Did this mean my place at the table with Jesus suddenly became conditional because of who I might love?

Conversely, I’ve had LGBT+ people ask me how I can identify as Christian when [all] Christians are so “hateful,” meanwhile I know that’s not true. It’s a constant “one foot in one door one foot in another” situation that really came to light four months ago, and I will admit I’m still struggling to reconcile.

Like I said, coming out as bisexual has not been a “one and done” type of deal for me. There are so many steps forward that I feel like I made this year, only to be shoved halfway back down the mountain. But it’s a process, and if I could have only one goal it would be to make sure that every single person going through this process knows how brave they are.

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It’s not a phase, and it’s not a choice. You are who you are; beautiful, and brave, and a motherf***ing warrior.

And for all of you lovely non-LGBT+ people out there, my advice to you: be a positive, supportive, and safe presence in our lives. Accept and love us for who we are, unconditionally. Create spaces that empower. We appreciate it, more than you know.

We are rainbows, hear us roar.

Love your neighbor as yourself. There is no greater commandment than this. – Mark 12:31

We exist all around you.

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I’ve been thinking long and hard about how I wanted to address Orlando. I don’t know if any of this makes sense, but this is all I got.

**trigger warning**
homophobia, gun violence.

I remember the last time I had a major panic attack, openly, in a public space. It was last December, and a friend and I were eating dinner at the Culver City In-N-Out when suddenly, the restaurant (and a few neighboring buildings) lost power. It was clear right away that no one, including the employees, had any idea what was going on, or why it had happened. There hadn’t been an earthquake, and let’s be real, when was the last time weather made the power go out in Los Angeles?

At first, after the building darkened and the whirr of potato peelers and deep fryers quieted, I felt little elementary school Erin come out, thinking “how fun this is! We can all take out our phone flashlights and play one big game of hide and seek!”

Unfortunately that feeling only lasted about ten seconds. I looked around me: people were muttering concernedly, employees were struggling to unlock the side door (which had automatically locked us in when the power went out), the block was dark. My heart began to race; it’s beginning to race thinking about it now. My palms began to sweat. Tears stung the backs of my eyes. This was no longer fun for me, and not just because of my Generalized Anxiety Disorder and intimate relationship with panic attacks.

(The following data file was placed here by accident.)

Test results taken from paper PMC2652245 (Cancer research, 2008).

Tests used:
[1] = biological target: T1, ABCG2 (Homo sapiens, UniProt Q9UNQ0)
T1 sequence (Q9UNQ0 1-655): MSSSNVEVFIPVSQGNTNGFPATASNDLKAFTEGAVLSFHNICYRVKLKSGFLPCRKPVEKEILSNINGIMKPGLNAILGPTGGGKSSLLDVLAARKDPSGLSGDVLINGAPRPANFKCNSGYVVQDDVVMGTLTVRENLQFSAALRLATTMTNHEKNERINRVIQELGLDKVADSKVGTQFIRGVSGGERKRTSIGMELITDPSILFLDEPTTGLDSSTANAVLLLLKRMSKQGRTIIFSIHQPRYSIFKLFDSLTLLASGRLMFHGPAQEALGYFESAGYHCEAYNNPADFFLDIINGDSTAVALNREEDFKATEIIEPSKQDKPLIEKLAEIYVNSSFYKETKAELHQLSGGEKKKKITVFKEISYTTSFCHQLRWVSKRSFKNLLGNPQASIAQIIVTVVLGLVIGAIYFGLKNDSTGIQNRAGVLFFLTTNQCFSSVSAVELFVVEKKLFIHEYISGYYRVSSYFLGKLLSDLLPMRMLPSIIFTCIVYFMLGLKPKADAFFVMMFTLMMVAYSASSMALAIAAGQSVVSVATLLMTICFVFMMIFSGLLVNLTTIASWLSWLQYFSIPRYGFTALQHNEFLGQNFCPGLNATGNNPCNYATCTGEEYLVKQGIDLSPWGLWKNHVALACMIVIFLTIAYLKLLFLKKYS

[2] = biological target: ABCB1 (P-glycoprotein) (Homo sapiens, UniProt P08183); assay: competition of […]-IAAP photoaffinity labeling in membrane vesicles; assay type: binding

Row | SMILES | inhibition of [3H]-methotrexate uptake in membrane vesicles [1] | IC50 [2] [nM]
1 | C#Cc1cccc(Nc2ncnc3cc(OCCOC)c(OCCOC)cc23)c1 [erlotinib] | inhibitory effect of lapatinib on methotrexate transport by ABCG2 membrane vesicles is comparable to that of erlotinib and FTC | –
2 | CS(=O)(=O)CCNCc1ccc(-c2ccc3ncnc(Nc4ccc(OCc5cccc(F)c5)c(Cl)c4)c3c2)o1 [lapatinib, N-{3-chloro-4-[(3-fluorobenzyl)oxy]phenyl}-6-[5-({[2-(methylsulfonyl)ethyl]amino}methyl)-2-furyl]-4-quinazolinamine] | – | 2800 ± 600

This was no longer fun for me because this is the United States of America, the only First World country where there are more mass shootings in a year than there are days.

History has proven time and time again that no place is safe, no place is exempt from these tragedies, and thus we have all been taught—however unconsciously—to always be prepared for the worst. Lockdown drills at school. Safety drills at work in case someone walks into our writing lab with a gun. Think twice before attending a large-scale event. Don’t walk alone at night, or during the day for that matter. This is our reality.

“We have to get out of here,” I said to my friend that night at dinner. “I have to get out of here.”

Poor guy. I could tell he knew I was about to spin out, but didn’t know how to comfort me. There was no calming me down, no telling me that NO ONE in that restaurant had a gun and was about to open fire.

Lucky for us, no one did. But that’s just it. We were lucky. Anything could have happened that night, and it was lucky that all it was was an electricity fluke down the block. And now I sit here tonight, heartbroken because 20 hours ago, 103 people at PULSE nightclub in Orlando, Florida could not be so lucky.

As President Obama said a few years—and probably a couple hundred shootings—ago, “we don’t have to live this way,” and I for one am tired of living this way. I am f**king tired of watching my fellow Americans take these tragedies with a grain of salt, furious but helpless, immediately resigning to the idea that this will just keep happening and there’s nothing we can do about it. That our government—the very people who are supposed to protect us—will never do anything about it, because there are people out there in positions of power who value their guns and an out-of-context Second Amendment more than an actual human life.

As a member of the LGBTQ community, my heart is in pieces. What a beautiful and resilient community, where all anyone wants is to be seen and heard, and to love each other. Although I am bisexual, I recognize my privilege in that I haven’t been on the receiving end of an extreme amount of direct hatred, “merely” microaggressions; still, I ache for those who have. I ache that there’s not more I can do to stop it. I ache that there are people out there who would actively want my friends (or, hell, even me) dead just because of who they (or I) love, and arguably could have an “easy” means to make that happen.

This was NOT an isolated tragedy. This happened in a space that is ~supposed~ to be inclusive and safe for us. This is the direct result of the homophobic statements, comments, and “jokes” that go by unchallenged, and create a mentality of “otherness” or “us vs. them” between queer folks and non. Exhibit A: “no homo.”

So when you’re sending out your ‪#‎ThoughtsAndPrayers‬ to Orlando, Florida, you make for damn sure you know WHO you’re sending them out to and say it OUT LOUD, because we’re here. We exist all around you. We work with you. We’re sitting in your pews at church. By ignoring us, and the profound effect this has had on us, you invalidate us, and perpetuate this cycle of hatred.

Don’t be that person. Think twice before you speak, think twice before you act, and think twice before you hop to your computer screen to tell me your Second Amendment rights trump my right to live freely. THEIR right to live freely.

I stand in complete solidarity with you, Orlando. Much love. SO much love.